Wood Frog - Lithobates sylvatica
The wood frog is around 3 inches in length. It is brown, rusty red, gray, or tan, and it has bumpy skin. Its most recognizable feature is the black mask on its face that is often called a "robber's mask." It has a yellow to greenish white belly and a light stripe on its upper lip. It has two folds of skin called dorsolateral folds that run from the back of its eyes down along the sides of its back. Its front feet are not webbed.
The wood frog is found in much of Canada and Alaska, in New England and the Great Lakes region, and south along the Appalachians south to Tennessee, Kentucky, and northern Georgia.
It is found in New Hampshire.
The wood frog is found in deciduous, coniferous, and mixed forests; marshes; meadows; and swamps. The wood frog spends most of its time on the ground in woody areas except for during mating season when it is found in breeding pools.
The wood frog eats beetles, spiders, snails, worms, millipedes, slugs, and other small invertebrates. The wood frog tadpole eats algae and plant matter.
Wood frogs are one of the first species of frog to begin mating in the early spring; they may even begin breeding in early March before all of the ice has melted on their breeding ponds! Male wood frogs call out from the water to females with a quacking sound and then go out in search of a mate. Males can not identify females by sight or smell; they have to hug another wood frog and feel if it is the right size to be a female. Females are fatter than males because they carry eggs.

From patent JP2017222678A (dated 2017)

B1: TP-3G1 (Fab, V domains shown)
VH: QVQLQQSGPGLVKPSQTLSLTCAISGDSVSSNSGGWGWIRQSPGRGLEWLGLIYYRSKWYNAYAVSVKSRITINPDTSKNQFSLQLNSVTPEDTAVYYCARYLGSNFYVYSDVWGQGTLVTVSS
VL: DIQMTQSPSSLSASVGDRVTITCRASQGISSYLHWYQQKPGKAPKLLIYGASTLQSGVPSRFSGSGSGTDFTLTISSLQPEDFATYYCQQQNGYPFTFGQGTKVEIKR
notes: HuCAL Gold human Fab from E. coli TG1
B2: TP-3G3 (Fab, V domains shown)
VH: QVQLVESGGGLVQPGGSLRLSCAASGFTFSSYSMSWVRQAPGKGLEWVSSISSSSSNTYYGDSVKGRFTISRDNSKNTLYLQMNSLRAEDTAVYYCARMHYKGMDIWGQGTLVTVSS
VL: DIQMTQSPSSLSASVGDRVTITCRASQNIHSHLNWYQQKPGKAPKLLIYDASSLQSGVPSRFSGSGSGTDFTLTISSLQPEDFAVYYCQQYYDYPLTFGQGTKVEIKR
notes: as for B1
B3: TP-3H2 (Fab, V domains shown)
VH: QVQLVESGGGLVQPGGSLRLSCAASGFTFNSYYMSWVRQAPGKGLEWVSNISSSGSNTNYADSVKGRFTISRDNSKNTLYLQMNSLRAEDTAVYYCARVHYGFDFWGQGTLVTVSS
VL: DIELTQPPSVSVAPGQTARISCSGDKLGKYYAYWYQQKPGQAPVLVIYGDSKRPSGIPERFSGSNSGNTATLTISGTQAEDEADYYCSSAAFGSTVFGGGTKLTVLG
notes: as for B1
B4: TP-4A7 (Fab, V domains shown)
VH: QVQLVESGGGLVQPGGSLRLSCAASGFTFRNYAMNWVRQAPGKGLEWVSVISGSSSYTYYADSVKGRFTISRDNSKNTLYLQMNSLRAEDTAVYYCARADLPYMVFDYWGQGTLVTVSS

The female lays an egg mass of as many as 1,000 eggs in the breeding pond or pool. The egg mass is usually attached to a plant stem or stick. In about a week, the egg mass floats to the surface of the water and the gooey gel that surrounds the egg mass turns green, which helps camouflage the eggs. The green color comes from algae. The egg masses from many females float on the top of the water and look like pond scum. The tadpoles change into frogs in about two months and mate when they are two years old.
In the winter, wood frogs hibernate under logs, stumps, or leaf litter. Their bodies freeze in the winter, and their heart and breathing stop. As much as 65% of the water in the wood frog's body turns to ice. When spring comes around, the wood frog thaws out and hops over to a breeding pond.
|Audio Credit: USGS Upper Midwest Environmental Sciences Center|